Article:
This drop is unprecedented and, assuming my scale has not suddenly failed, I attribute the drop, partly at least, to eating porridge for breakfast and snacks and to avoiding alcohol.
According to a standard theory that is approximate, to lose one pound requires a calorie deficit of 4 x 3,500 = 14,000. Seeing as my best recent daily deficit (estimated) has been about 2,000, a four pound loss would take seven days -- theoretically.
* * * * *
At 1120, I walked out to photograph the drop boards. I did that and since they are still fairly clean, put them back in.
It's dull, damp day, but for November, it is lovely. I'm supposed to be getting ready to go to the coast, but am not inspired. I have arranged to meet Ruth in Drum, and the doctor's office called arrange an appointment his afternoon.
Here are the boards as of noon today. These boards are the accumulation of three days. I don't see much more drop since yesterday. I'll do a natural drop in a week.
Anyone with more time than I have can count the boards for me, then go back and count the varroa yesterday. Frankly yesterday's photos were poor in comparison. Seems that I get better shots on an overcast day. Less glare.
* * * * *
I arranged by text to meet Ruth in Drum to pass Zip over to her for the time I am away. Then my phone rang and the doctor's office wanted me to come in for a follow-up to the stress test I did a week ago. I agreed to go at three. I was supposed to meet Ruth then, so set that meeting time to 1630. Then my phone rang again (It never rings) and it was the condo owner with a better offer on the December condo. She could not give me a weather guarantee, so I said I'm still thinking.
* * * * *
I drove to Three Hills for the appointment which amounted to nothing much, then realised I had forgotten my wallet. I planned to get a mower battery and some fruit in Drum.
I was on my way to Drum by then and Swalwell is only slightly out of the way, so I went home again. I looked for my wallet and could not find it.
So, did I hide it? I could not recall. I managed to find some cash and a credit card and drove to Drum.
I was in the grocery store when my coal trucker texted that the roads were awful and that he could not come tonight. I'm supposed to leave for the coast tomorrow and I am right out of coal. Oh oh!
I went home and searched high and low for my wallet. No luck. Finally, I told myself to remember and sat down to watch some video to take my mind off it. If I do that. Often as not, the answer comes to me, not consciously, but it comes. It did this time, and strangely.
I walked up to the suit and checked the pockets. They were empty, but the suit felt heavy. I checked it over and found my wallet in the bottom of one pant leg. I often do not do the leg zippers up, but yesterday I had. The wallet must have come out of my jeans pocket and fallen down, becoming trapped at the cuff instead of falling to the ground outside somewhere.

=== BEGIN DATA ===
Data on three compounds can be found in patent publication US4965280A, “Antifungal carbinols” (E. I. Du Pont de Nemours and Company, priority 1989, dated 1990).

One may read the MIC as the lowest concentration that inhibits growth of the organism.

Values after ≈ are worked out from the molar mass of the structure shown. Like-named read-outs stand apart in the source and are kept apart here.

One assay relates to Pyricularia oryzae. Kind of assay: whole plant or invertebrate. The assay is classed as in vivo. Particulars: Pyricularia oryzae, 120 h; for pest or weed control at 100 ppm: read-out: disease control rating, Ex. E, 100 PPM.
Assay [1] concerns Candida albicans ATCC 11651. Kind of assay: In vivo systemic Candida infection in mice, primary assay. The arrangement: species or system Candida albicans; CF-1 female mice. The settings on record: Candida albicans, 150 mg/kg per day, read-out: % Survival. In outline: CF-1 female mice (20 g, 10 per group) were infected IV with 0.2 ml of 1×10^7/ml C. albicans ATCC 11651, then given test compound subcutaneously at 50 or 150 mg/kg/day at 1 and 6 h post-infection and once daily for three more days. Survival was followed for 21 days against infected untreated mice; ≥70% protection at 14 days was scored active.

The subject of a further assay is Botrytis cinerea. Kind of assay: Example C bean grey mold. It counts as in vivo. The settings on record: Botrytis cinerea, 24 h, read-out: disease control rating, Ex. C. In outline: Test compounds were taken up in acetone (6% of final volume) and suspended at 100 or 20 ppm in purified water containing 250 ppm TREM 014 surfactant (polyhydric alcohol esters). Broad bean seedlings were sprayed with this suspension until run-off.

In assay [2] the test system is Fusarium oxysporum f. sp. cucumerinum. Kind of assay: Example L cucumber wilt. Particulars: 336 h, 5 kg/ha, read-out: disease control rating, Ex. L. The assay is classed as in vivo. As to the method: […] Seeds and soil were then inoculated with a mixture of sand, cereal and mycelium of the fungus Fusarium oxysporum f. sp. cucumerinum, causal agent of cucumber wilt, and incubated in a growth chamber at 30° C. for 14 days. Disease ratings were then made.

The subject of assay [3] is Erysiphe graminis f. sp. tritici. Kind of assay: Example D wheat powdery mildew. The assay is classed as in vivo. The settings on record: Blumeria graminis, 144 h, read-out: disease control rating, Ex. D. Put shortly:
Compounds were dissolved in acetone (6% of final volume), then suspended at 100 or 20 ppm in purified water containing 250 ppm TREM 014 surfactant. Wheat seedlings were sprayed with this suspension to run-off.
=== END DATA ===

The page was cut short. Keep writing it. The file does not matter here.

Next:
How about that?
Google Fit says I walked 8,872 steps today. The goal is 10,000, but I seldom achieve that.
Prosperity is only an instrument to be used, not a
deity to be worshipped.
I'm groggy this morning. In spite of my estimated 8,872 steps and estimated 1,900 calorie deficit yesterday, my weight is up a bit today to 214.2. That is still on trend.
I have a load of coal coming this morning and plan to catch a flight to the coast later on.
I planned to be out of here by ten to catch the mi-day flight, but the truck has not come and I am not ready anyhow. Losing my wallet slowed me down a lot. I'll leave when I am ready.
The coal came at ten and I had a few things to do after, so I'll miss the twelve twenty-five flight and take the five-thirty-five if I can be ready.
I went out and brought the mower back over to the house. I had bought a battery last night and the new battery starts it much better. It's chilly out.
* * * * * *
I was ready by two, and left a half-hour later. I stopped at the Superstore in Airdrie to see what they might have in the deli. Having decided to cut right down on red meat, processed meats, preservatives, and fried foods, I find the usual fast food restaurants have little to offer. Even the salads contain junk.
I cruised the deli counter and found an assortment of meal-sized packages. here, too, the salads almost all contained bacon or processed meats. I found a chick pea salad with sun-dried tomatoes. That looked suitable, so that was my snack. I took note of the sushi assortment, too. I have not been a huge fan of sushi, but maybe I'll give it try again sometime.
From there, I drove to Park and Jet, caught the shuttle and walked to security. Although there is supposedly a Nexus line, it was slower than the regular line. The new YYC is not as great as they would like us to think.
I just noticed today that I have four free WestJet lounge passes and they expire at the end of the year, so went to the Chinook lounge and enjoyed some complimentary coffee, fruit and nuts. I could have had as much booze as I liked for free, but decided to pass.
I landed at YYJ and walked out into the dark and the rain, hailed a cab, and soon was on board Cassiopeia.
It's great to be home!
I made porridge for tomorrow and a stew, then, since Callum had left me the keys to Shongololo, and Shongololo was tied right ahead of Cassiopeia, I went aboard and looked the boat over.